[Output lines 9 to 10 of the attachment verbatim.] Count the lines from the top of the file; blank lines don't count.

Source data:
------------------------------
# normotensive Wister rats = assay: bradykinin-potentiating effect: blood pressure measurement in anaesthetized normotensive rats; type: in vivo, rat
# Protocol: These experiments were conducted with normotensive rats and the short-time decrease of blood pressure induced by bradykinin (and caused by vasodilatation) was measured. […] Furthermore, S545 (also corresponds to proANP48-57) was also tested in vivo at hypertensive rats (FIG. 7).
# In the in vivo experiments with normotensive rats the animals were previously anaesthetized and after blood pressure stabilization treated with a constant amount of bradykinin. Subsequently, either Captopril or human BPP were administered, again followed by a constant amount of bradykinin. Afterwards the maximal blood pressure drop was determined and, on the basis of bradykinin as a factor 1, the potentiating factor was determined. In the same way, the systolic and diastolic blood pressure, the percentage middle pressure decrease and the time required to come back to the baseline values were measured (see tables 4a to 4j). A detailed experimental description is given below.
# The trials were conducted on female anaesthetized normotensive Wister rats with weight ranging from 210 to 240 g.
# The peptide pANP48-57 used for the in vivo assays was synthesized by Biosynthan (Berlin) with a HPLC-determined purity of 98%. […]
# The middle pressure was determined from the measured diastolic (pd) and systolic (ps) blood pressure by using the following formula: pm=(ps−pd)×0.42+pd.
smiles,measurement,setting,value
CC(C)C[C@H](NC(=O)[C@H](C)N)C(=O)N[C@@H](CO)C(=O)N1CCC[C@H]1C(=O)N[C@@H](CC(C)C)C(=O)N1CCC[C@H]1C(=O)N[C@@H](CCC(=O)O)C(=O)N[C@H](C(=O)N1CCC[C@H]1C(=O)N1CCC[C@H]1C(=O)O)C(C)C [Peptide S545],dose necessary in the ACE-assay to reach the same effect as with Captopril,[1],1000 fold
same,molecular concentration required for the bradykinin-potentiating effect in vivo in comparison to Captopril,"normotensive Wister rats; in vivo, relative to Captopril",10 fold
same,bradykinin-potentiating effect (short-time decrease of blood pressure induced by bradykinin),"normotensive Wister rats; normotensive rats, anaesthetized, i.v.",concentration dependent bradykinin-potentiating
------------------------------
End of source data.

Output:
same,molecular concentration required for the bradykinin-potentiating effect in vivo in comparison to Captopril,"normotensive Wister rats; in vivo, relative to Captopril",10 fold
same,bradykinin-potentiating effect (short-time decrease of blood pressure induced by bradykinin),"normotensive Wister rats; normotensive rats, anaesthetized, i.v.",concentration dependent bradykinin-potentiating